FISI Makes It Happen?

Back when I was a WoMbat, through the course of the day, the group of us would trade info back and forth via email, and bounce ideas off of each other. If it didn’t get shot up too badly, we’d give it a try. 

Through email conversations with Scott and Michele and Loraine, “Fame It – Shame It” was born in August of ’07. There were lots of properties in Lorain that were literally falling down. And Brian Hazelett had a list longer than my arm stored up in his noggin. So, cooperating with Bill Desvari (he’s not the bad guy folks think) of the Building Dept. at one point, we started featuring the Good, the Bad, and the Ugly. And we got results.

With a new administration, the results continue.

In the local paper, Tony K announced his intention of razing decrepit houses and buildings. Three more from FISI fame are on his list. In this FISI at WoM, the first property listed is 2313 Elyria Ave. One that didn’t make it into a FISI but did get submitted to the Building Dept was 332/334 W. 17th St. (Actually, I did mention it!! In a letter to Tony K!)

On April 16th, as a favor to my friends Scott and Michele, I did a piece about 1401 W. 19th St. This beast has been gnawing on the neighborhood, and causing consternation for a few years. It’s also on Tony’s list.

I’m going to find out from Tony what else is on his list (try, anyway). And I will cover the progress of the above listed properties. And I will bring it here to you.

What I need you to do is bring me MORE. Buster’s Momma has been wonderful to me in providing photographic fodder for FISI, here and here and HERE!

You want to see Lorain cleaned up? Let’s do it!! Get me more addresses and I’ll get YOU more FISI. And, with time and money, Tony K will get the City to clean up more messes.

Did FISI make all this happen? Good chance. Three of the first six listed by Tony K were ones that I made an issue about. That’s pretty good. And it’s a start. Help me get more houses. And hopefully, Tony will find a way to bring’em down.  

WE can make this happen. But, WE have to work. Together.

(In response to Kendra’s comment, it would be easier for me to get the pics and upload them rather than anyone else. All I need you folks to do is get me addresses. You can post them here, or email me at


Sometimes the Work Pays Off

Thanks to Loraine and Paula for bringing it to my attention, it seems a project I started over a year ago is finally paying off. I did a series called “Fame It – Shame It” that spotlighted homes and businesses that needed attention, both good and bad. One of those buildings was 1444 Broadway. What did it look like? Here are my pics:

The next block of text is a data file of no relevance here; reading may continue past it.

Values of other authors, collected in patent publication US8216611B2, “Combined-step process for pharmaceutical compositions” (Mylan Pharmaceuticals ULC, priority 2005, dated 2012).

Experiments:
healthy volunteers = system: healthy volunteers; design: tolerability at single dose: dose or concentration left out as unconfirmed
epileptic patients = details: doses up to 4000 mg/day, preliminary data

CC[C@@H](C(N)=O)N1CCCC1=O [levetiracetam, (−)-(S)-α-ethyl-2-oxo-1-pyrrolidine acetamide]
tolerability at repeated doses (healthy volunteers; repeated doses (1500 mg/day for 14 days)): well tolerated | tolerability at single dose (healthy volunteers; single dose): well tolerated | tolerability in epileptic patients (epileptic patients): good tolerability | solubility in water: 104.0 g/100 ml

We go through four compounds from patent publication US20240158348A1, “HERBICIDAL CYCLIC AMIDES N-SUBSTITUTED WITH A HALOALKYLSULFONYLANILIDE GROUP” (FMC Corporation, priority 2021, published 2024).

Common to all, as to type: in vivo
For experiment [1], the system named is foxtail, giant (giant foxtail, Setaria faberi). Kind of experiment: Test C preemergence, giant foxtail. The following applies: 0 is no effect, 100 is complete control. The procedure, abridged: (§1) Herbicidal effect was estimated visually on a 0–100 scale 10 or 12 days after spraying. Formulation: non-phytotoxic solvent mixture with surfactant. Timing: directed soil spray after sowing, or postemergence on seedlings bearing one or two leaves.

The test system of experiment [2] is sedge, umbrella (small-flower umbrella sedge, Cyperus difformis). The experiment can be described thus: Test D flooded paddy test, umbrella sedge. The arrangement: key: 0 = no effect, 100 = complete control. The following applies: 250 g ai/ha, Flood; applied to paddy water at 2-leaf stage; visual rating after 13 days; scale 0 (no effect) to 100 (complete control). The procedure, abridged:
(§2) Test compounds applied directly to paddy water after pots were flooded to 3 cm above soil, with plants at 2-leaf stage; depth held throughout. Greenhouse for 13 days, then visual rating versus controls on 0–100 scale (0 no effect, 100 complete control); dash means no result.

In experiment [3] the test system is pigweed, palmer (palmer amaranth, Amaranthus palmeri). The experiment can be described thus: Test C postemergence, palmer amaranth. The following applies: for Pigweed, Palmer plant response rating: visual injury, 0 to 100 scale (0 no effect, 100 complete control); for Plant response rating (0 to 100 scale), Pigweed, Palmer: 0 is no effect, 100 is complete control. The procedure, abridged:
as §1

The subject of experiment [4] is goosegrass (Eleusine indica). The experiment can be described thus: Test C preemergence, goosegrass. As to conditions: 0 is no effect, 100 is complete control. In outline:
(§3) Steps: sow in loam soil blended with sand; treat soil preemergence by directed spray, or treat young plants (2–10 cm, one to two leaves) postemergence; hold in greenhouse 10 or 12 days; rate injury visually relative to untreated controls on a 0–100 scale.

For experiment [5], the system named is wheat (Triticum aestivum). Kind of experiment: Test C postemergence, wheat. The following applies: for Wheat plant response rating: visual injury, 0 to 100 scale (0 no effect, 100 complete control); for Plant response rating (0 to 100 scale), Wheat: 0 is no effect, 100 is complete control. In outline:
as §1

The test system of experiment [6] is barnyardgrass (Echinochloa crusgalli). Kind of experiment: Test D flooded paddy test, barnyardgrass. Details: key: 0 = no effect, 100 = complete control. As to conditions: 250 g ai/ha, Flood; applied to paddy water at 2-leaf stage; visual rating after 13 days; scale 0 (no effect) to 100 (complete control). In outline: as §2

1444 Broadway









Loraine sent me this link this morning to the story on the Chronicle’s website. Check this out!

That’s great! I was really worried that someone would end up getting hurt in this building, too. Glad to see I was wrong. I will do my dangedest to be down there Friday to get some pics, and if I’m lucky, even some video!!

And even though he’s being pilloried in the press, some credit does go to Bill Desvari for getting the ball rolling on this. He had been in contact with the original owner, and then when he started paperwork, the property was sold. One of our last email exchanges included comments from him stating that they were working with the new owner on getting this razed, as the owner wanted it taken down, too.

So, there ya go, folks. Things do get done in this city, it just takes some time, and some patience.

And knowing whom to contact helps a little, too.

Bill Desvari: An Interview – Parts II and III

 I asked Bill what he would need from the city. He commented that cooperation from council would be nice. People in this city need proper housing and it needs to grow in value. He’s been looking for point-of-sale inspections for a long time. There are problems with the lease to buy, that is offered by landlords, as they don’t want the inspections.

Some of these landlords should be in jail, considering what happened to a local family whose house burned down due to electrical problems with the house they were living in. The problems in the house were known months in advance. A question was posed why a rental inspection never happened and it was claimed that a land contract was in effect. The land contract was offered in 2000. However, the land contract expired due to the family, with which it was agreed, faltered on it in 2002, and then a new family moved in. There was no new inspection. If the inspection would have happened, the problem would have been found.  With point-of-sale, the inspection would have happened, but they’re not required with rentals. The landlords can’t keep renting these deathtraps to people.